I'm unsure what the point is that this judge was trying to make. If the woman has 'shut down' and is dryed up and the would-be raper has to use some force to insert something into her vagina, is it then not rape because she didn't engage in the act.
I think the point was that since there was no such injury reported, it is hard to prove or assume that vaginal rape occurred. Remember that this was during a sentencing discussion, where the defendant was already found guilty (of multiple offenses), and the question was a matter of degree of the sentence. It had nothing to do with whether he was guilty of a given offense, but the severity (and extraneous circumstances) and thus the degree of sentence.
Obviously it is still rape even though the woman has shut down and is not mentally or perhaps physically engaged. She's still getting @#%^ed and she still can get pregnant and it's still a physical act against her and against her will.
Which had nothing at all to do with this particular case. A jury had already convicted the guy of whatever charge he was convicted of. Based on the article, it looks like the prosecution was arguing for a maximum sentence based on an assumption of the violence of the rape, and the judge rightly pointed out that in the absence of physical evidence of that particular act (there were others btw, which were taken into account) he could not pass out a maximum sentence.
So, maybe the judge saying that if the woman doesn't shut down and doesn't have bleed and is self-lubricated then she's not being raped?
...or is the judge simply attempting to expand the gbaji definition - no marks, no blood, no rape.
Yes. Heaven forbid that a judge use the same logic that we should make a distinction between causes where there's clear physical evidence of rape and those where there isn't. It's not "no marks, no rape", but "no marks, can't prove it's rape" (assuming no other evidence of course). I mean, if your neighbor accuses you of hitting him over the head with a hammer, you kind of expect he'd better have some hammer marks on his head to prove that it happened, right? Why should a rape case be any different?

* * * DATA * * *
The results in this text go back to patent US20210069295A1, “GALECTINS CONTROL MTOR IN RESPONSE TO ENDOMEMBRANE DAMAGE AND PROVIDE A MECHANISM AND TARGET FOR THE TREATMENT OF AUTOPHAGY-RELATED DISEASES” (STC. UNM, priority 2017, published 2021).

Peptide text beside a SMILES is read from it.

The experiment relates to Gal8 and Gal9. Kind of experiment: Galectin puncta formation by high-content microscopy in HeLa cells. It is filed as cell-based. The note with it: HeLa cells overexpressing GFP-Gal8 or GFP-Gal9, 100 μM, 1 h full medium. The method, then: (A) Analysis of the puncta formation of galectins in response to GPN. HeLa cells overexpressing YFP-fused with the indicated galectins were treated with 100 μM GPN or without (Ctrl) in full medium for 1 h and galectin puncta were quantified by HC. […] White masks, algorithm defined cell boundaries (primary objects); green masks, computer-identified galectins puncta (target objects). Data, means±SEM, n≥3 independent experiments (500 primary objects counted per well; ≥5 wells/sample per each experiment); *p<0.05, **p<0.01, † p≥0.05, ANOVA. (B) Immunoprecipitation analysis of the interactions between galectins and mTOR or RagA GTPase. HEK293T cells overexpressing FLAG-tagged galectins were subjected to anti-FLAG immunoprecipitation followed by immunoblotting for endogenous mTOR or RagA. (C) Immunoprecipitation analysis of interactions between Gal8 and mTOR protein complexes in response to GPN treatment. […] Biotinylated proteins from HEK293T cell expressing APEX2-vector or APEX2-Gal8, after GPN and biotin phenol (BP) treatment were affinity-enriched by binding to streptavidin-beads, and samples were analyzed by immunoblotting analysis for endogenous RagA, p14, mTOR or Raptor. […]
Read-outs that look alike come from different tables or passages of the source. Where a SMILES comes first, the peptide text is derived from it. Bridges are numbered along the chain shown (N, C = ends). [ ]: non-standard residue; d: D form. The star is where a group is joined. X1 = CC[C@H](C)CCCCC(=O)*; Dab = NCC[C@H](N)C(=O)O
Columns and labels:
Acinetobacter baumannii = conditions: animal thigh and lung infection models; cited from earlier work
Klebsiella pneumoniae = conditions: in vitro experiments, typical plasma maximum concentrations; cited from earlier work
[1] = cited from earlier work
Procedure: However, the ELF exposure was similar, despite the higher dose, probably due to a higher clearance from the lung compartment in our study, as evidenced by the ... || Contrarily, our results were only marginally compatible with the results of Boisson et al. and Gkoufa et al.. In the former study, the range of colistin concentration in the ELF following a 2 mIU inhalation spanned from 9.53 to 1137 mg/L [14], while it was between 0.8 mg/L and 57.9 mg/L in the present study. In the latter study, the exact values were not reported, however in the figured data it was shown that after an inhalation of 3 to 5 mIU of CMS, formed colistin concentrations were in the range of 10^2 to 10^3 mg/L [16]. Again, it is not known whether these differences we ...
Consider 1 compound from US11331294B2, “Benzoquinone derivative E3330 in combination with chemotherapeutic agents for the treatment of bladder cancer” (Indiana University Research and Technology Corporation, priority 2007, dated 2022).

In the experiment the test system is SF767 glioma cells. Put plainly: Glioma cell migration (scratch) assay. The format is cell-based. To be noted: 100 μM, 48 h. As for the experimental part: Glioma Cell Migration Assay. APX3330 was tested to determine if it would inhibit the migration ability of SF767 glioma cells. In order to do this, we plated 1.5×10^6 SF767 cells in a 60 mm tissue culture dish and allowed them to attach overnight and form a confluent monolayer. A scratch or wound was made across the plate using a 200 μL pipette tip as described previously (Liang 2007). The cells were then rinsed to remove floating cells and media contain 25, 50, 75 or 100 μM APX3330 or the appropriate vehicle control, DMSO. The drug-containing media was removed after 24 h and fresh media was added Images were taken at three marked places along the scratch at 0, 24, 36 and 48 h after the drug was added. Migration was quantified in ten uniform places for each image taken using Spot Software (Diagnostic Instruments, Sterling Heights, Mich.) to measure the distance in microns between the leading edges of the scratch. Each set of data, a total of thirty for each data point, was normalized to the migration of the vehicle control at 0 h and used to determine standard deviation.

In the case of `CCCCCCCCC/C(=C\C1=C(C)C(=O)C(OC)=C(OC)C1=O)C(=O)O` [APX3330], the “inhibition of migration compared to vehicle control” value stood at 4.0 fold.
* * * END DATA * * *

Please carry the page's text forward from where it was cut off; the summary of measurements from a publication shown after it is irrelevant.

Indeed. Do we make an exception in our law for rape? In every other kind of criminal charge, the plaintiff has to provide sufficient evidence to prove guilt on the part of the defendant (or even to prove that the claimed event occurred in the first place), but not in the case of rape? If you walk up to me and manage to hit me without leaving any marks and there are no other witnesses, guess what? I'm not going to be able to charge you with assault. If I accuse someone of turning me into a newt, I'd better be a newt or no one will believe me. I know that this can be a painful issue for women who are victims of rape, but I also strongly believe that weakening our burden of proof in order to make ourselves feel like we're more sympathetic to one specific crime isn't a great thing to do. Our laws and how we prosecute them should be consistent. Edited, Dec 14th 2012 6:37pm by gbaji